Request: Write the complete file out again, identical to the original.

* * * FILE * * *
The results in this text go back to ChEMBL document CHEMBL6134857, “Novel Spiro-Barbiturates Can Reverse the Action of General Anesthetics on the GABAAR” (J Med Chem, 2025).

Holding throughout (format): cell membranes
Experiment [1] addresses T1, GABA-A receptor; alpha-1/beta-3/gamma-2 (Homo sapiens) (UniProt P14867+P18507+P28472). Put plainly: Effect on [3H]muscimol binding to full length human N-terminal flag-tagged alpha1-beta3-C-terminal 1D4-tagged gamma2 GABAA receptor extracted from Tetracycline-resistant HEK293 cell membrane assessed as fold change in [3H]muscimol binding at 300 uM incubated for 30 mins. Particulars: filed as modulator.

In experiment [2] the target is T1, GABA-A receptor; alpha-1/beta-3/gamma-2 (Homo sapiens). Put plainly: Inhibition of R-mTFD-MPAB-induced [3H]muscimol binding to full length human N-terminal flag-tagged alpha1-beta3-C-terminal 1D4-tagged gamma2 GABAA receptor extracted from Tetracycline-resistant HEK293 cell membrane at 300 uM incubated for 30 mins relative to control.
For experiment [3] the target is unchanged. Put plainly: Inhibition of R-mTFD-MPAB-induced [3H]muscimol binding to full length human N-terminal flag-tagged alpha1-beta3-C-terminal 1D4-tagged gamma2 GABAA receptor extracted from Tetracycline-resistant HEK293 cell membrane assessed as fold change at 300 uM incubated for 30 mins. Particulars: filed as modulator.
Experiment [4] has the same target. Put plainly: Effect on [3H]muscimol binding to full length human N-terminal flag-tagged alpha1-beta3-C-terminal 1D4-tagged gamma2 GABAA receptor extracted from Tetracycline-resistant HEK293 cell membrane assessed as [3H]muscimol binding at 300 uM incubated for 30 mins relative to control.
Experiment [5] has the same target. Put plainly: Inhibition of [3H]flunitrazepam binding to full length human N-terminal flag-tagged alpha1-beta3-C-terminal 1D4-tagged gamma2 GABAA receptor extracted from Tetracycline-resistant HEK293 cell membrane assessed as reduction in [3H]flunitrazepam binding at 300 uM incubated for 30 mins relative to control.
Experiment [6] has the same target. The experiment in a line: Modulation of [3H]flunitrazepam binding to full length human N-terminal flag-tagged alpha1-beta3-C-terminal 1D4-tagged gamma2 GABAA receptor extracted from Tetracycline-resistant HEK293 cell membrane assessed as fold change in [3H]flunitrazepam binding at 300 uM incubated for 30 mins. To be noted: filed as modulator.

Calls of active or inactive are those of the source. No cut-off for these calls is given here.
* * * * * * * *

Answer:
The results in this text go back to ChEMBL document CHEMBL6134857, “Novel Spiro-Barbiturates Can Reverse the Action of General Anesthetics on the GABAAR” (J Med Chem, 2025).

Holding throughout (format): cell membranes
Experiment [1] addresses T1, GABA-A receptor; alpha-1/beta-3/gamma-2 (Homo sapiens) (UniProt P14867+P18507+P28472). Put plainly: Effect on [3H]muscimol binding to full length human N-terminal flag-tagged alpha1-beta3-C-terminal 1D4-tagged gamma2 GABAA receptor extracted from Tetracycline-resistant HEK293 cell membrane assessed as fold change in [3H]muscimol binding at 300 uM incubated for 30 mins. Particulars: filed as modulator.

In experiment [2] the target is T1, GABA-A receptor; alpha-1/beta-3/gamma-2 (Homo sapiens). Put plainly: Inhibition of R-mTFD-MPAB-induced [3H]muscimol binding to full length human N-terminal flag-tagged alpha1-beta3-C-terminal 1D4-tagged gamma2 GABAA receptor extracted from Tetracycline-resistant HEK293 cell membrane at 300 uM incubated for 30 mins relative to control.
For experiment [3] the target is unchanged. Put plainly: Inhibition of R-mTFD-MPAB-induced [3H]muscimol binding to full length human N-terminal flag-tagged alpha1-beta3-C-terminal 1D4-tagged gamma2 GABAA receptor extracted from Tetracycline-resistant HEK293 cell membrane assessed as fold change at 300 uM incubated for 30 mins. Particulars: filed as modulator.
Experiment [4] has the same target. Put plainly: Effect on [3H]muscimol binding to full length human N-terminal flag-tagged alpha1-beta3-C-terminal 1D4-tagged gamma2 GABAA receptor extracted from Tetracycline-resistant HEK293 cell membrane assessed as [3H]muscimol binding at 300 uM incubated for 30 mins relative to control.
Experiment [5] has the same target. Put plainly: Inhibition of [3H]flunitrazepam binding to full length human N-terminal flag-tagged alpha1-beta3-C-terminal 1D4-tagged gamma2 GABAA receptor extracted from Tetracycline-resistant HEK293 cell membrane assessed as reduction in [3H]flunitrazepam binding at 300 uM incubated for 30 mins relative to control.
Experiment [6] has the same target. The experiment in a line: Modulation of [3H]flunitrazepam binding to full length human N-terminal flag-tagged alpha1-beta3-C-terminal 1D4-tagged gamma2 GABAA receptor extracted from Tetracycline-resistant HEK293 cell membrane assessed as fold change in [3H]flunitrazepam binding at 300 uM incubated for 30 mins. To be noted: filed as modulator.

Calls of active or inactive are those of the source. No cut-off for these calls is given here.